Perhaps most impressive of all are the aliens original to this book. And I mean original. They’re the sort of truly alien aliens that would be incredibly hard to pull off on screen even with today’s mega budgets. The beings who dwell in the ruins of the Whetu’irawaru are completely nonhuman, and beautifully written. Cephalopods with few recognisable features, they appear to be a race of gender-neutral beings. The only pronouns given are hir and s/he. In this they echo the four-gendered Andorians in showing the diversity Trek can offer. They too are a species on the brink of extinction, though in this case it’s a pulsar rather than genetic issues that are to blame. Regardless, the anti-science and regressive Trasher movement are a great parable for so much of what is wrong with the world, and Eid’dyl is a wonderful point of view for it all.

Fallen Gods is not only the best Titan novel yet, it’s up there with some of my very favourite Star Trek experiences.An absolute masterclass in science fiction storytelling.

BOOK REVIEW: The Infinite and the Divine, by Robert Rath

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Publisher: Black Library

Genre: Space Opera

Pages: 440

Publication Date: 2020

Verdict: 3/5


Tazyn the Infinite is a collector of history, roaming the Galaxy in search of new acquisitions for his collection. But as the Necrontyr prepare to rise from their millennia of slumber, he must work with Orikan, his greatest rival. Will they bring about the salvation of their people, or will treachery see them both returned to the grave . . ?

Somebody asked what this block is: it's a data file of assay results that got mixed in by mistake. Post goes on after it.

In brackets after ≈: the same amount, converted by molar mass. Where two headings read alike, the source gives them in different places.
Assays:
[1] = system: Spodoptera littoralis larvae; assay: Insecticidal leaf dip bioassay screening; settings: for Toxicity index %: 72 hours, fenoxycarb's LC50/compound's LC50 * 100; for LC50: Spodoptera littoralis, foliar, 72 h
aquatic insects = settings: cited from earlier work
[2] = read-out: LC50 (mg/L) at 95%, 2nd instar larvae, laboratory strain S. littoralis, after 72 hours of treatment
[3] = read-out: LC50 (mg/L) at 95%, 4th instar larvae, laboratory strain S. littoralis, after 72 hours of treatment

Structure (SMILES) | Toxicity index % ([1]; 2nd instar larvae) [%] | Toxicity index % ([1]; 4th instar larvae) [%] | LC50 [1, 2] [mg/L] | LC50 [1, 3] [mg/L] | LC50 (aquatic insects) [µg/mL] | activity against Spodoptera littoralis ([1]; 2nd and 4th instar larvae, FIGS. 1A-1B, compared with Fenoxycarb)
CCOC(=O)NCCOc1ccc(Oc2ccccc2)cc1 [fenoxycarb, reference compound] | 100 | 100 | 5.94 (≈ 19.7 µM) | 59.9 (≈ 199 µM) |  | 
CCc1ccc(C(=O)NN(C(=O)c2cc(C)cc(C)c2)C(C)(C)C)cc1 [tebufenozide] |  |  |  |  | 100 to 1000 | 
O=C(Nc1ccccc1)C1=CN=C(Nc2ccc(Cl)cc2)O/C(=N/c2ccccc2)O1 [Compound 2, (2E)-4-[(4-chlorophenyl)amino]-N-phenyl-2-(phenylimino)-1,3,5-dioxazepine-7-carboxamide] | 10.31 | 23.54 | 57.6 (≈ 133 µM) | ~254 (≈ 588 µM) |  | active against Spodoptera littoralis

Robert Rath’s debut Black Library novel made a big splash when it hit shelves last year, for both the story itself and the fact it focused on xenos rather than Imperial characters. I missed out on the hardback (as I so often do) but the paperback release has been among my most anticipated books of 2021. A year on from that initial release, I’ve finally got my hands on The Infinite and the Divine. Maybe I built it up too much in my mind, but I didn’t enjoy this book as much as I hoped to. I suppose that’s the problem with hype. We get carried away, convincing ourselves that the new thing is the very best thing ever. And when it’s merely good rather than great, we can’t help but feel let down.

The Infinite and the Divine takes place over the course of ten thousand years, starting at the time of the Horus Heresy, and culminating in the current Warhammer 40,000 time frame. Despite this, you don’t need to be an expert in the lore to follow what happens. I caught a few of the more obvious references (the destruction of Cadia, for example), but I’m sure there are more to go around if you are more familiar with the game’s rich history. The main body of the story is less concerned with sweeping galactic politics than it is with a single planet. The bulk of the action occurs on the world of serenade, and this is where the epic time frame works best. We spend well over a thousand years with this planet, seeing it change hands and struggle against the odds.